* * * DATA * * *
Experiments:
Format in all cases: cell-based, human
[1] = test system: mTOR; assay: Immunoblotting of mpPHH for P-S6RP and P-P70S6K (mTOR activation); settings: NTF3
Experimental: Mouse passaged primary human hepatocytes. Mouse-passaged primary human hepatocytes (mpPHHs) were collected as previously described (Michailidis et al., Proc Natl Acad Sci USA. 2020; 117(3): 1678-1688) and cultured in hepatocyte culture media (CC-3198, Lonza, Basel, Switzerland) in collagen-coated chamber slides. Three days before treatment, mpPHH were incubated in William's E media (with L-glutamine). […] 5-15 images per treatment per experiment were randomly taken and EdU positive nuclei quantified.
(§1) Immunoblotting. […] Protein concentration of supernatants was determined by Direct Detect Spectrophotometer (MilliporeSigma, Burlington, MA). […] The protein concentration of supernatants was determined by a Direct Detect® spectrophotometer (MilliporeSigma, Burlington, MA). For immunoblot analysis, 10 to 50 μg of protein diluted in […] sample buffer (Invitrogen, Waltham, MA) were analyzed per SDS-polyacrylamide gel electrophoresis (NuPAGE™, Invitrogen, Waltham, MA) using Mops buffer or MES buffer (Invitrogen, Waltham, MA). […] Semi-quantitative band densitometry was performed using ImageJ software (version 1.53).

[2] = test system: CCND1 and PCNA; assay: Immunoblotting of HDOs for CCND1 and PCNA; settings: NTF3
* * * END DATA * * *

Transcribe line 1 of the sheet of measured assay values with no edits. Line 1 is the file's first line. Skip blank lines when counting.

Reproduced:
Experiments: